There’s a riot going on in Los Angeles as the people take to the streets in demonstration (although it’s pretty vague about what). Welcome to the year 2028, as seen through the eyes of the patients checking into Hotel Artemis. It’s a crumbling, run-down hospital available only to paid-up criminal members in need of quick repair or a little bit of R & R.
The Nurse (Jodie Foster) runs the place, helped by her beefy “medical professional”, the appropriately named Everest (Dave Bautista). On this night of chaos, the guests include Waikiki (Sterling K. Brown) and his brother Honolulu (Brian Tyree Henry), both bloodied-up after a botched bank job. Nice (Sofia Boutella) is prowling the hotel under false pretences and loud-mouth arms dealer, Acapulco (Charlie Day) takes the time to annoy everyone he speaks to.
By all accounts, that’s not a bad cast at all, and British director Drew Pearce makes his debut with something of a 90s throwback action thriller. The riot is inconsequential to the events that take place in the hotel, with Foster’s nurse serving as the central figure for a number of smaller subplots that develop later in the film.
There is plenty of style to be found in the dilapidated art-deco surroundings of the Hotel Artemis and characters who remain distinguished from each other through their wardrobe. The introduction is slickly done, setting up what is sure to become a heated crossfire once all the pieces are in position, but the story never gathers pace and the IV drip is needed sooner than expected.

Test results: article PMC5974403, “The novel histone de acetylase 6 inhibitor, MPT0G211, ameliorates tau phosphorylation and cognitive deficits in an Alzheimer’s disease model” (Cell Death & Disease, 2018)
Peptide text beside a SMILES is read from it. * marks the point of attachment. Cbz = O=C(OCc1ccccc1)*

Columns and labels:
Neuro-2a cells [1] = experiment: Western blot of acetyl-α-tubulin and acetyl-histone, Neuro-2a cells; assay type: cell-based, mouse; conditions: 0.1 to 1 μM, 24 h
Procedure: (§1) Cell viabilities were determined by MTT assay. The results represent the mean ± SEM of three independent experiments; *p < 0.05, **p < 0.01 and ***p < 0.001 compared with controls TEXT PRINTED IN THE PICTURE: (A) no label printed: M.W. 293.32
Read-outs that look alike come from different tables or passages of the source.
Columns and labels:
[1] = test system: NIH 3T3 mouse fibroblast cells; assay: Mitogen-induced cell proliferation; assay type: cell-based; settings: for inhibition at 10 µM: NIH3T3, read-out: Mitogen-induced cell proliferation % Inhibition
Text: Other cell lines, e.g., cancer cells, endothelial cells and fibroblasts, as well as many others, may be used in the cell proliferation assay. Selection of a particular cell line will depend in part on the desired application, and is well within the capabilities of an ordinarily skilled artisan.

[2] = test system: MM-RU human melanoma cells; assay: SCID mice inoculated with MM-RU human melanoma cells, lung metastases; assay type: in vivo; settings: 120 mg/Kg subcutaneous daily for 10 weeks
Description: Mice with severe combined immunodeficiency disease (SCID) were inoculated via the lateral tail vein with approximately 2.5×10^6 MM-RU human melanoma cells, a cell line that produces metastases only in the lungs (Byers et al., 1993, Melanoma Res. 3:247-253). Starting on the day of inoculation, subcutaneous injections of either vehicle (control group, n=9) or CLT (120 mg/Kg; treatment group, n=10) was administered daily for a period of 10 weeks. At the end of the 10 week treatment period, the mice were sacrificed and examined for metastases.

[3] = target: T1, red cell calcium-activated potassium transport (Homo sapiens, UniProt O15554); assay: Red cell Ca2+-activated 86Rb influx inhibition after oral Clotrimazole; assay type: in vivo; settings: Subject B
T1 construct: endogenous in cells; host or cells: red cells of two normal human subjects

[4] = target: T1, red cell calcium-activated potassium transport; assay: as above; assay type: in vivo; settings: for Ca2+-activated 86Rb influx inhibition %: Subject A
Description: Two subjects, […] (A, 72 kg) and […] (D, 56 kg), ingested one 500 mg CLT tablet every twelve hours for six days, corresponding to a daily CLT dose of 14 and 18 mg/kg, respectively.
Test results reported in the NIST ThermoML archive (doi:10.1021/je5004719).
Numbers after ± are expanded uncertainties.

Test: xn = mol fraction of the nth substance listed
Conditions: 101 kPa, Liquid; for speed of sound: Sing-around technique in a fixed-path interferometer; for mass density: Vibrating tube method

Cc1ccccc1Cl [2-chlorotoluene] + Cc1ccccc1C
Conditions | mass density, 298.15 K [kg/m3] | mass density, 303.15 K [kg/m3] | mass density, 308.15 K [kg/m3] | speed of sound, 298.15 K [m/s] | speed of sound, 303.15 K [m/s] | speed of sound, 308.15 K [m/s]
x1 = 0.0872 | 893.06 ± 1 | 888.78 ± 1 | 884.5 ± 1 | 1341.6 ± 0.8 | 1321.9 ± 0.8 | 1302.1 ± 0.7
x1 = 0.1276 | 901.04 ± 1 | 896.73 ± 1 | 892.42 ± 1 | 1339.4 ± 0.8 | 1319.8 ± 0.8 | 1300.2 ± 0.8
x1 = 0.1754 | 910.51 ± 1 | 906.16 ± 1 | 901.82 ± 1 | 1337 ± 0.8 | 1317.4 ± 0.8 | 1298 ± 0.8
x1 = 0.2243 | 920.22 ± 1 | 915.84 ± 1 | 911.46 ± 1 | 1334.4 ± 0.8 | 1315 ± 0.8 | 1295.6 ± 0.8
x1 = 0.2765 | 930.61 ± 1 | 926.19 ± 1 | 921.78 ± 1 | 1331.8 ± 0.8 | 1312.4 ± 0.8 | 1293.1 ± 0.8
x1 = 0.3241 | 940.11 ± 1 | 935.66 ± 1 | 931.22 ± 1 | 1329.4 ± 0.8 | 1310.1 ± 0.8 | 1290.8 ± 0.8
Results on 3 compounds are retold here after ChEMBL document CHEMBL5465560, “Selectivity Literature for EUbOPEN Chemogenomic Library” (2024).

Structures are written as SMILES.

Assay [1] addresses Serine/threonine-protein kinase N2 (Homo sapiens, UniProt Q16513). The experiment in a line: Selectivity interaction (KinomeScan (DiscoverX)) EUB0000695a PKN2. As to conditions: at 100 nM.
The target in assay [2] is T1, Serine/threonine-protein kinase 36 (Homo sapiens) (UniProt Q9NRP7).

Some of the keener eyed may recognise the similarities between Hotel Artemis and elements of John Wick. The Continental Hotel in Keanu Reeve’s film acts as a members-only hideout for criminals and there is a suspicious similarity between the two set-ups. There’s no way of knowing how consciously Pearce relied on John Wick for ‘inspiration’ but the parallels are hard to ignore.
Hotel Artemis also serves as the first major role in a feature film for Jodie Foster in almost five years having spent far more time behind the camera. Her nurse character is aged and rundown, scuttling around the hallways tending to broken bad guys, haunted by a personal tragedy. It’s a fact we are constantly reminded of to the point of distraction, and like everyone else around her, she remains too one note for it to matter.
Foster’s scenes with Goldblum are a delight, but all too brief, as his appearance is over pretty quickly. Boutella plays the killer-assassin-in-a-slinky-dress role once again, while Bautista gives a good account of himself as Foster’s selfless sidekick. Sterling K. Brown deserved a little more meat to chew on but makes the most out of slim pickings.
There’s a been-there-done-that feel to Hotel Artemis that is hard to shake off. While the film wasn’t expected to turn the action genre on its head, it’s a little too risk-free to have fun with. Your stay will only be 90 minutes long but you’ll be eager to check out come the end.
Hotel Artemis is released in cinemas on July 20th.